A new global journalistic work has unveiled a major data leak revealing that the Swiss bank Credit Suisse has for years stashed away the fortunes of people linked to corruption around the world, including corrupt businessmen and human rights violators, with a combined value of some US$ 100 billion.
For months, more than 163 journalists from 48 media outlets in 39 countries, coordinated by the “Organized Crime and Corruption Reporting Project”, analyzed data from some 18,000 Swiss bank accounts leaked a year ago to the German newspaper Süddeutsche Zeitung by an unidentified person.
Switzerland is a known destination for money from around the world, in part because of its banking secrecy laws. There is nothing inherently wrong with having a Swiss bank account, however, banks should avoid customers who earned money illegally or were involved in criminal activity, and the reporters identified dozens of corrupt government officials among Credit Suisse account holders.
Prominent among them are officials accused of plundering Venezuela’s oil wealth and hastening the country’s plunge into humanitarian crisis; a Yemen spy chief implicated in torture; or the sons of one of Azerbaijan’s strongmen, who rules a mountainous territory as if it were his private fiefdom.
The leak data does not extend to the present day, although many of the accounts remained open well into the 2010s.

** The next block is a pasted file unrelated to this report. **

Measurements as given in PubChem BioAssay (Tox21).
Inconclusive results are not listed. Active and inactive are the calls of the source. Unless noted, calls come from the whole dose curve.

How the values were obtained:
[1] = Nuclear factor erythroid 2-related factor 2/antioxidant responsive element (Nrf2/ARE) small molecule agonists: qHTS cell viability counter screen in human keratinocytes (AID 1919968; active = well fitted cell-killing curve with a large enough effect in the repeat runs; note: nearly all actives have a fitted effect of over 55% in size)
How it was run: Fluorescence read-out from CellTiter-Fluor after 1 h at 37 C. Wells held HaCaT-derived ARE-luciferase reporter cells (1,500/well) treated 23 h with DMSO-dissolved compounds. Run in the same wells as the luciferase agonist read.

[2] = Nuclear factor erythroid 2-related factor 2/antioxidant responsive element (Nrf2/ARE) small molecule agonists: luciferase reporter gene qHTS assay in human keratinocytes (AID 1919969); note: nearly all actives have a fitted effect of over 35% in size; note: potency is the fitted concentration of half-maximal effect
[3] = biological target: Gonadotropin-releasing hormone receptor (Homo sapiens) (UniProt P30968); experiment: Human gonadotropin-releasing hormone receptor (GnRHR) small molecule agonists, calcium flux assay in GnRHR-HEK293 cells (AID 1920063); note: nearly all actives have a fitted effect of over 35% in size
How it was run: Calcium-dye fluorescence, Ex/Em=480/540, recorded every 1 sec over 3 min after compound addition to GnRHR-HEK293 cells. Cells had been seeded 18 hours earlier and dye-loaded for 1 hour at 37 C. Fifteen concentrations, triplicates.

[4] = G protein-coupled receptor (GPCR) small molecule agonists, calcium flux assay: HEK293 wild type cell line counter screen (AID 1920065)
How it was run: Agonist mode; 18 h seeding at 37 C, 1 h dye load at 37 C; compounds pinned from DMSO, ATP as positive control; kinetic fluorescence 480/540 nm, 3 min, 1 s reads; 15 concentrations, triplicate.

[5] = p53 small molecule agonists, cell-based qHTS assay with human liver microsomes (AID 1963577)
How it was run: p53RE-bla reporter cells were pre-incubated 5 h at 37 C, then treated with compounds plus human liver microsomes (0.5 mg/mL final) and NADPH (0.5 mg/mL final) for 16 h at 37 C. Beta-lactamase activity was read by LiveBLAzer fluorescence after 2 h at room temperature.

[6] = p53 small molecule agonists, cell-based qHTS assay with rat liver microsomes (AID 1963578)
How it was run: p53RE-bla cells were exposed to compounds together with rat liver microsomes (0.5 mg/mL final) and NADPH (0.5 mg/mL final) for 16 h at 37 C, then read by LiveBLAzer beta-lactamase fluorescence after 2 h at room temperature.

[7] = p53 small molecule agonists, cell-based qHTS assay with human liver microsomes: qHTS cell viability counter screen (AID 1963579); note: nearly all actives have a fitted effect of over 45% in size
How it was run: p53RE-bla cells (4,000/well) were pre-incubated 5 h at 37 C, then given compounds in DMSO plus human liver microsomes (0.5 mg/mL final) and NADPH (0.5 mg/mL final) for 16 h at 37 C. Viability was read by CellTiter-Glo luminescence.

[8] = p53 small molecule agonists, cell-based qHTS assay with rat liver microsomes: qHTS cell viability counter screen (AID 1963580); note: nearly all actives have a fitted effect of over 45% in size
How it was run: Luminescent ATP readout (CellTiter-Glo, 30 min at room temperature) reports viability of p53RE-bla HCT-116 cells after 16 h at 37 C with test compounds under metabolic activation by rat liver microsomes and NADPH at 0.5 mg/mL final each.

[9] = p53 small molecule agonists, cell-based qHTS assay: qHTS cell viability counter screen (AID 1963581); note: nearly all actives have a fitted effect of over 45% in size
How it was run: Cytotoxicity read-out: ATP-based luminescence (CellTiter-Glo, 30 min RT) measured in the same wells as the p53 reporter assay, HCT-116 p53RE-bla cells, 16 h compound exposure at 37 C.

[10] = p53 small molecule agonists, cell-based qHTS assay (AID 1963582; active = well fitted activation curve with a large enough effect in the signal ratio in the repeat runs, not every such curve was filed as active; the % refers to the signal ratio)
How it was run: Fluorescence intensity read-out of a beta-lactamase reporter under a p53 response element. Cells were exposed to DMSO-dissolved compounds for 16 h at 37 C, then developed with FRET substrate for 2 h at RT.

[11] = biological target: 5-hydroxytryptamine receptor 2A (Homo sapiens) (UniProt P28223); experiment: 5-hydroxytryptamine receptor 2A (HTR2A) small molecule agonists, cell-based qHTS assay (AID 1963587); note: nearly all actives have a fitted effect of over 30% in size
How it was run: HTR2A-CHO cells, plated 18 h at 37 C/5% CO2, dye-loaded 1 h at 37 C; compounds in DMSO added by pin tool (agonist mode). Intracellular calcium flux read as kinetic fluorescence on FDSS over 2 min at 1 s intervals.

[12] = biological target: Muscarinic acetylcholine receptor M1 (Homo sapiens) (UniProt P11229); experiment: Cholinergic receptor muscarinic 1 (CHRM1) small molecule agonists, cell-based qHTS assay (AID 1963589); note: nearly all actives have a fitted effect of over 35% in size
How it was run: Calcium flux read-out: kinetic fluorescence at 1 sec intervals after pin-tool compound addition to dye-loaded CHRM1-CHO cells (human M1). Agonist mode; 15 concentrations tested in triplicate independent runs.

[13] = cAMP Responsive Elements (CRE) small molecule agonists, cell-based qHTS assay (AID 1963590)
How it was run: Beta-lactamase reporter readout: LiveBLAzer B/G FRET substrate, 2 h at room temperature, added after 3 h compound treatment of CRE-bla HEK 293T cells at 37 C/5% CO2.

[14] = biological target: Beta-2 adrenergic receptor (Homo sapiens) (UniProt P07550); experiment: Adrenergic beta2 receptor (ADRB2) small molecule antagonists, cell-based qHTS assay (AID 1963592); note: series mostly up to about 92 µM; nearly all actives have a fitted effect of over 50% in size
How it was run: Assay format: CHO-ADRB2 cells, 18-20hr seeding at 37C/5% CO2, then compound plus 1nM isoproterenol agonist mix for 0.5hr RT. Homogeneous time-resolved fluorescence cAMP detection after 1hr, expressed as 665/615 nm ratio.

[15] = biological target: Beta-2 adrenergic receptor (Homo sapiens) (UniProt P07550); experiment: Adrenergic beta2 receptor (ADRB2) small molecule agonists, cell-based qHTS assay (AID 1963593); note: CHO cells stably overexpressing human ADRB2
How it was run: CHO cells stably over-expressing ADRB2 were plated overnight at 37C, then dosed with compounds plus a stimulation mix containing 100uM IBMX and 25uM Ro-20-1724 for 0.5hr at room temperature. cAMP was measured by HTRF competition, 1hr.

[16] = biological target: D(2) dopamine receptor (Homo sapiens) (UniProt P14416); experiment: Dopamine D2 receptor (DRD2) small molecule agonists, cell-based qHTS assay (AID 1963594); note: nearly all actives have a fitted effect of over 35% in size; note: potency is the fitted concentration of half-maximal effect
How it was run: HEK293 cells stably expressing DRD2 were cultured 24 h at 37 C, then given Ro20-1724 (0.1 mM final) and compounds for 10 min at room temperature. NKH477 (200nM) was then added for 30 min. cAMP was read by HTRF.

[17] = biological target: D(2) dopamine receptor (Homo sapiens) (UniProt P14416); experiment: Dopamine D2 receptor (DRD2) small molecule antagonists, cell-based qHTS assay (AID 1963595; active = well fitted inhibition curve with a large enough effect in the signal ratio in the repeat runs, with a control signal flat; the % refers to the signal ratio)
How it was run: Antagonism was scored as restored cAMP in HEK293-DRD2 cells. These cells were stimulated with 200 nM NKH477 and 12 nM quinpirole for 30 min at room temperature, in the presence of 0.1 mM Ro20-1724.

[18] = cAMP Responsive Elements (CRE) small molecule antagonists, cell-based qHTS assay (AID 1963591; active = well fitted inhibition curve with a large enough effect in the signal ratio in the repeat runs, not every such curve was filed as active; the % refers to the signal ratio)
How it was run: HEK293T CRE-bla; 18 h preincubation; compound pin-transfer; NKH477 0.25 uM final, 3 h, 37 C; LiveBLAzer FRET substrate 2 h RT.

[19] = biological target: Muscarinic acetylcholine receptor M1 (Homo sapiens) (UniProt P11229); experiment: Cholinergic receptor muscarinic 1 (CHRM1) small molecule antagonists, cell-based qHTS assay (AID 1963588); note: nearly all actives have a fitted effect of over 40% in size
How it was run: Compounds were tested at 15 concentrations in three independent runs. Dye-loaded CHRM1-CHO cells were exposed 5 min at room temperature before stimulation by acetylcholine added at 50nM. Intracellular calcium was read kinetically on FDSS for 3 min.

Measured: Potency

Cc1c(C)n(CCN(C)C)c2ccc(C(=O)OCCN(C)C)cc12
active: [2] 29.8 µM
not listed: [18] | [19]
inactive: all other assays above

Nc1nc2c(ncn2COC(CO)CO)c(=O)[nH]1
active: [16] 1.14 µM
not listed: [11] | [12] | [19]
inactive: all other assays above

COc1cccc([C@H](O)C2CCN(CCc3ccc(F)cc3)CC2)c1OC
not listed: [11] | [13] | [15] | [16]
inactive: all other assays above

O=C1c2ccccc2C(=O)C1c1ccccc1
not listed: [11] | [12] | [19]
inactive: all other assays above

The years with the most account openings were 2007 and 2008, and 2014, the year with the most account closures, coinciding with the introduction of new regulations in Switzerland to automatically exchange tax information of clients residing abroad.
It should be recalled that during 2014, the U.S. Department of Justice (DOJ) fined Credit Suisse. (DOJ) fined Credit Suisse $2.6 billion for what it described as “a conspiracy to aid U.S. tax evaders.” However, no one went to jail, nor did anyone lose any licenses.
James Henry, an economist and consultant for Tax Justice Network, explained that for banks operating in Switzerland paying a fine is just a rounding error” that they pass on to their customers or something they treat as “a cost of doing business.”
The Swiss banking system values secrecy over accountability, making it prone to misuse. Swiss banks have a long history of accepting bad clients, from the Nazis to some of the worst autocratic dictators in the modern world. They have compromised several times, and indeed have removed many people from their client list, but in terms of transparency, it is never enough.